Today we bring back the ever-popular reader case study series with an interesting twist.
First of all, our subject is a new reader, with sizable financial baggage from earlier decades, but plenty of potential for improvement. Equally notable is the fact that I have enlisted some outside help for the research and analysis.
During a recent trip, I ran into another blogger named Jacob Wade who, quite amazingly, actually likes budgets. In fact, he feels so strongly about it that he named his financial blog iheartbudgets.net. We got to talking, and he enthused about how much he likes analyzing and solving detailed financial problems for other people.
“Oh boy, do I have a job for you”, I said. “I get emails from people with detailed financial problems every day, and although I still read every one, it pains me not to have time to respond to many of them.”
Could Jacob’s enthusiasm be used to all of our advantage? I sent him a sample case study to test out his chops. I was pleasantly stunned by the results – he did a great job, and offers advice that even I would consider hard-hitting. Let’s dig into our dear reader’s story, then you’ll see the analysis with some joint recommendations by Jacob and myself.
[contents edited for length]
Dear Mr. Money Mustache,
I’m a recent reader of your blog, courtesy of your interview with Jesse at You Need A Budget, which is the budgeting software I’ve been using. I know that you’re all about retiring early, but I’m wondering what advice you’ve got for someone who wonders if they’re ever going to be able to retire at all! Much of what you recommend we can still put into place, I know, and we are in the process, but I am unsure if our advanced age changes any of those tactics and strategies.
I’m not going to bother to tell you all the mistakes we’ve made in 27+ years of marriage and raising five kids. I’m sure you know the drill, since we lived the basic “American Dream.” We are now 53 years old. My question now is “What’s the best we can do at this point?”
This is where we are:
- We have a home with a mortgage/equity loan that’s about $20,000 less than the list value of the house.
- Our credit scores are low, partly due to not having any credit cards for the last ten years to show a history, and partly due to having late payments due to temporary unemployment, among other things.
- We are the “OMG your hair is on fire” commuters; 45 minute commute for me, 55 for husband, we live in the middle of nowhere, and real estate in our area is not selling.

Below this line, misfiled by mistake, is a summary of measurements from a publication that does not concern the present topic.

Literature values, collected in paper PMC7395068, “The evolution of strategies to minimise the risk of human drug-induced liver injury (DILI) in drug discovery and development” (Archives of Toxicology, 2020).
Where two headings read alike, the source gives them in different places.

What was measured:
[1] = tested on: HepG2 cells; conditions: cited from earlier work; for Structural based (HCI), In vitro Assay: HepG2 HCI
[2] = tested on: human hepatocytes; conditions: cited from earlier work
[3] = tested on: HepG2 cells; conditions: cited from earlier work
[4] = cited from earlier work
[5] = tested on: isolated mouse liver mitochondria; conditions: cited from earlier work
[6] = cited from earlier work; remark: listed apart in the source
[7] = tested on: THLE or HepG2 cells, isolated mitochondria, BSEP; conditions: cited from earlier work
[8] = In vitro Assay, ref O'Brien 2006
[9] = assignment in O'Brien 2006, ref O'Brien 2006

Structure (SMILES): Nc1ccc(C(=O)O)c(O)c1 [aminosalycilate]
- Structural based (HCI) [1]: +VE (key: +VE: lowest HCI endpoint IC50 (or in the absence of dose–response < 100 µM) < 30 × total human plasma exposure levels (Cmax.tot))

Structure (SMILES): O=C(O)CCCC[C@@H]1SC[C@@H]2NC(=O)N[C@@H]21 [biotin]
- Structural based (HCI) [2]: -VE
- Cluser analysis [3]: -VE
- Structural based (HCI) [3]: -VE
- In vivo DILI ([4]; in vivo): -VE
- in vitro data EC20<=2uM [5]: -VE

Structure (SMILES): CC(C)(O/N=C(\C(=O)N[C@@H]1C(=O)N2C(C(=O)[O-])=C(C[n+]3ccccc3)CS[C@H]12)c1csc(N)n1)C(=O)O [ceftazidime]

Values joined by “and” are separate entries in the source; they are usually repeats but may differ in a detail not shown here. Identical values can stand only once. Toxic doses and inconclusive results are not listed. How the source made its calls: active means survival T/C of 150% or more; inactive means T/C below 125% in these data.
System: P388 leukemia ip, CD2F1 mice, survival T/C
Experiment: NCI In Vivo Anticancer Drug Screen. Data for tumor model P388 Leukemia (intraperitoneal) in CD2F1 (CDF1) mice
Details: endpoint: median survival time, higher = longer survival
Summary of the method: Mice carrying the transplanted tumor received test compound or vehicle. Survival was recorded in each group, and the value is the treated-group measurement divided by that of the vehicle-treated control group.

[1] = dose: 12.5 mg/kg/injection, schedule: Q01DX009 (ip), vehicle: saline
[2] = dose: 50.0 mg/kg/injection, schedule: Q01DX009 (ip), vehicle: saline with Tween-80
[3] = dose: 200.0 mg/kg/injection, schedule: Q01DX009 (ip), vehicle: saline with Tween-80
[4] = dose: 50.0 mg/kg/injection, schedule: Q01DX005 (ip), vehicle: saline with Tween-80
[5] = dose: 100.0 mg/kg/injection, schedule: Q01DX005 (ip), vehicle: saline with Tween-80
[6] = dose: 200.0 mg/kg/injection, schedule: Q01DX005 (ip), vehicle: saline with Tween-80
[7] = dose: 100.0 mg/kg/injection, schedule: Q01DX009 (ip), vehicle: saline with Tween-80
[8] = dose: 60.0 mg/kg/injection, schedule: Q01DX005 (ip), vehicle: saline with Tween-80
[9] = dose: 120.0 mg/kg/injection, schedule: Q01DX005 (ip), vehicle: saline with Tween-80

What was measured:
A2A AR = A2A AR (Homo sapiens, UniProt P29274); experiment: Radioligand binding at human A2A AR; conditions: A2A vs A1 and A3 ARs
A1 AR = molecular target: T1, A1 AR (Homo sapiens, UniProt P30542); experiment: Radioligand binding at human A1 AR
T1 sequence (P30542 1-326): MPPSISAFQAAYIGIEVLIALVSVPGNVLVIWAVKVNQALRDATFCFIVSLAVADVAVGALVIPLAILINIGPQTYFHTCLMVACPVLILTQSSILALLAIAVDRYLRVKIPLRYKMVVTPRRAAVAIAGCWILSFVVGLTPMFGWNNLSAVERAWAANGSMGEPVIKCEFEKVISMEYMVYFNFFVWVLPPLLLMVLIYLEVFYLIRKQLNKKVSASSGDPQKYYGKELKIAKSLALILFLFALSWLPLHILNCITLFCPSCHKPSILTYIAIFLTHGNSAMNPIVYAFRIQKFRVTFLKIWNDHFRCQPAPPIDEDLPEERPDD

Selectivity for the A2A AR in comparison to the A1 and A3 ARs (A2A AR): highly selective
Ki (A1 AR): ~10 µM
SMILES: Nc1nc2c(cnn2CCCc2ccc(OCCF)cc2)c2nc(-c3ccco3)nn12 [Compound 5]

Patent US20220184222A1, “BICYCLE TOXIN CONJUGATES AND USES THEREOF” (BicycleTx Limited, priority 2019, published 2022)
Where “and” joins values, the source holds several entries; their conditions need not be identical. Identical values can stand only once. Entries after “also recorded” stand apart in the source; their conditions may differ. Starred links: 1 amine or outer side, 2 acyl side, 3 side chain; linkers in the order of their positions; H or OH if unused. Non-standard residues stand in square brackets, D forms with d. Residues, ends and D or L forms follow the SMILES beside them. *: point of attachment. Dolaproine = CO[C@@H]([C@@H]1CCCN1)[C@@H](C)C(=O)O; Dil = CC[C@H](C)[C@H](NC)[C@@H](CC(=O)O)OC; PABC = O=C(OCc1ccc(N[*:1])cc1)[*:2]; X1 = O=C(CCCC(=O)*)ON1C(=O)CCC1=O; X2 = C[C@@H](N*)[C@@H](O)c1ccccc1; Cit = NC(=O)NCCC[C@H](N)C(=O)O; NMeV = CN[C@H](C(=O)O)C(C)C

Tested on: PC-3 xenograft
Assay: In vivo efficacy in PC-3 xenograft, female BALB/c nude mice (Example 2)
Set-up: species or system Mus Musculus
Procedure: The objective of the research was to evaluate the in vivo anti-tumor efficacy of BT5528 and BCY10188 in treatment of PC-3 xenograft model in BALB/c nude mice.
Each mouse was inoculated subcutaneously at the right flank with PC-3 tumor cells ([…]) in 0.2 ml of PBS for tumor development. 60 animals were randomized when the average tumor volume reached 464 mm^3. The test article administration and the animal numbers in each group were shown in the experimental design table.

- 4 of 5 of our kids are still in college, two live with us and commute, the (recent) graduate lives with us and has an entry-level job since he can’t find work with his degree. Our commuters travel by bus 30 minutes to the WEST of us to go to school, we travel EAST to go to our jobs. Our employed graduate also travels west to his job, in the same town where the other two go to college. This makes moving a little bit more complicated.
- Retirement: We both qualify for Social Security; however, I have met only the minimum number of quarters since I took 17 years off to home school our five kids, and my estimated benefit at age 67 is $524 a month. I have now been teaching at a charter school since 2006, and contribute to Massachusetts Teachers’ Retirement. I would need to work and contribute to that fund until the spring of 2026 to be fully vested.
- My husband’s estimated Social Security benefit at age 67 is about $2000 a month. He has $20,000 in a 401K with his current employer, and two smaller accounts with former employers, one with a balance of about $4000, and one with roughly $500. I contributed briefly at work to a TIAA-CREF fund, and the balance is about $1000.
- I have a newly minted Master’s Degree, which I was required to get in order to keep my teaching license, leaving me with loans of about 22,000.
- Commuter son and husband have a Nissan Sentra and a Toyota Yaris, both paid for. I am driving our 2005 Dodge Caravan, which is on its last legs at 180K miles with beaucoup mechanical issues.
- We live in Massachusetts, so are among those few who still use oil for heat and hot water; we have electric appliances.
- We own term life insurance policies, and have health insurance through my husband’s employer (a health insurance company).
- We owe back taxes to the IRS and Mass DOR, and have had our paycheck withholdings changed recently to avoid this in the future.
- Not necessarily in the same vein, but relevant – I am a Yankee who would love to penny-pinch, and my husband is a free spender who loves to buy things on sale and as little “rewards” for himself and others, and chafes at the yoke of a budget. He is (grudgingly) on board with me now. We rarely disagree about anything except money. :)
I guess that’s a grim enough picture for now; as you can see, our situation is a giant Charlie Foxtrot*.
I know you get tons of email; perhaps this one will be just different enough to intrigue you – maybe you can Mr. Money Mustache even the old and desperate!
CF in MA
Mr. Money Mustache’s Observations: